lice that always makes such a flno np
pcaranco In a column.
The Hawaiian foot police formed a
largo company nnd marched beauti
fully. They aro nil big, stronr. ath
letic looking men, -w oil drilled by Capt.
Parker, and aro Ideal In a soldierly
capacity. They wero in command of
Lieut. Hoi I.
United States Artillery, In platoons.
Tho men wero In white uniforms, with
white helmets and looked exceedingly
Detachment of bluejackets from the
V. H. tug Iroquois, of this station.
Theso men wero In white, with their
black kerchiefs about their necks.
Hawaiian Government baud, led by
Capt. II. Ilergur, of thf President's
First Regiment, National Guard of
Hawaii, under command of Col. J, W.
I Jones. There wero two battalions of
lliere were 1W SlUUOntS OI Hi to M ,llfn fninnnnlna nnrh nn.lnr (.fimm.iml
years of ago In tho company of Ka-of MlljBi 'CBer nnd C.imara. These
mohameha School cadets. They Iil, troops havo had much tnurthliig and
fluid music. 'Iho Kninoliamcha Hohool uWnyll muVa ft c-m o1l tiallu nppoainnco
uniform is gray and is handsome The1 Servants of the lato Queen Dowager
hoys havo exerclso dally at tho school ,'rheio wero about thirty and their grief
In marching, and take nn Interest In
tho military training. Tho school Is
In vacation, but such Is tho esteem In
which tho students hold Kaplolanl
that they remained to intend the fu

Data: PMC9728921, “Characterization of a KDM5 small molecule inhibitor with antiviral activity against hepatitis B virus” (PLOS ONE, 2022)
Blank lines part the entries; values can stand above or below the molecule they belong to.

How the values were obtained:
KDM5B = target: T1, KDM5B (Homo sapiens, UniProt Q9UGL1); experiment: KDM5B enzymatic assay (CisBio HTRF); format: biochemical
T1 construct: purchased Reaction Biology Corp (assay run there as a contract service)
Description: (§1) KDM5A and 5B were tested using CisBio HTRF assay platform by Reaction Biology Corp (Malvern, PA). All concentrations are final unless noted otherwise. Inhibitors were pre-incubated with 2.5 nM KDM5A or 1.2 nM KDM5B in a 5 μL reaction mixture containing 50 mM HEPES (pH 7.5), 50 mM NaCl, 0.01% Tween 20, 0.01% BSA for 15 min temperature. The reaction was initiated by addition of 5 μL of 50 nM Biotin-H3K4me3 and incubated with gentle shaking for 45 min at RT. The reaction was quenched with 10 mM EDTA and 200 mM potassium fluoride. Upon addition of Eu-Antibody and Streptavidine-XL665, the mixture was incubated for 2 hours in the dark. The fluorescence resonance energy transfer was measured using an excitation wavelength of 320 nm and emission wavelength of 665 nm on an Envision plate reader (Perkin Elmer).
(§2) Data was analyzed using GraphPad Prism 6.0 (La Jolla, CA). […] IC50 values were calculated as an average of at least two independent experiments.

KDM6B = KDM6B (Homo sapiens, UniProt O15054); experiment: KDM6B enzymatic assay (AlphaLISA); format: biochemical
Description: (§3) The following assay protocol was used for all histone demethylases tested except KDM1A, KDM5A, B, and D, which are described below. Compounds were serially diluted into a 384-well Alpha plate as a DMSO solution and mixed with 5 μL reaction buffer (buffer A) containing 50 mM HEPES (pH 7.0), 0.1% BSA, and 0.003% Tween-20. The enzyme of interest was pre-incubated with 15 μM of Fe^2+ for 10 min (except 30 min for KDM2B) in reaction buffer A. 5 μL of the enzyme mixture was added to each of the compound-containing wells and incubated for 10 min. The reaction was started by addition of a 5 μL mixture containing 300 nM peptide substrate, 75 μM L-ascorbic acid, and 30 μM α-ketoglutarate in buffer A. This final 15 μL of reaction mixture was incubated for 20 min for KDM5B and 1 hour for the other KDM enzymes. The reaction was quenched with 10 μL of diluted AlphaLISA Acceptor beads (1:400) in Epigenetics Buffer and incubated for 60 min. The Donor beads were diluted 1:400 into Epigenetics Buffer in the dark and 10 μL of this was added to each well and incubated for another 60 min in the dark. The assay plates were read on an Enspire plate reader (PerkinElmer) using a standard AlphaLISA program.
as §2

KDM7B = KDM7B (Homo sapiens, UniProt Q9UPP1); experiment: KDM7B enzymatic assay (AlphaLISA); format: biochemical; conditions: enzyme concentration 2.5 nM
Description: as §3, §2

neral. Representing St. Andrew's priory
there wero ubout eighty girls In
was eldcnt to nil. liven some foielgu
ers attached to the establishment of
the nlll wore deeply touched,
Physicians In nttcndauco marching
Dr. F, Howard HumphrlH, Dr. I R.
Pintestiiiit clergy -Twcho In number.
Clergy of tho Roman Calhollo
chnrgo of two sisters. Tho marching
In tli tt hot sun was trying to ounio of irnihrdinl
thene, but they bore It bravely. ' His l.onlslilp. the lllsliop of I'.mapo-
In tho lino were two Portuguese lie- n, head of the Roman Catholic ilmrch
nevolent soclutlc, making a body of n dm Islands
above :i00 iimn, till drcguM In black Hundlccd iliolr of fifty, from Ht.
nnil lurrying the ling or banners of Andrew's Cntliedial, u body adding
ly n hIkii of diminution of the throng (heir oigunUatloiiN, The Portuguese couslilerablu to Die linpienslwno of
without, Jt wa n warm dn', TlipM colony hn nlwnys hld the Inlu .)iuon the whole,
who wnilil find the shelter of the ticcn, owflui' In tlm highest esteem, .Many' mnclutlng clergy from the Church of
woru'Klail ot the protection of the of theso people occupy Knjiolmil'siHnpliiiid Cathedral, Ht. Aniliew's,
slisde. but thousand stood Uiicom. land on Punchbowl slope umlnr lea ho, 111m UiriUlilp lint IIUIiop of lluiiO'
pUlulimly In Hie Musing sun, i nnd sho lisd Mmiy Ncn conniiermujiiiii,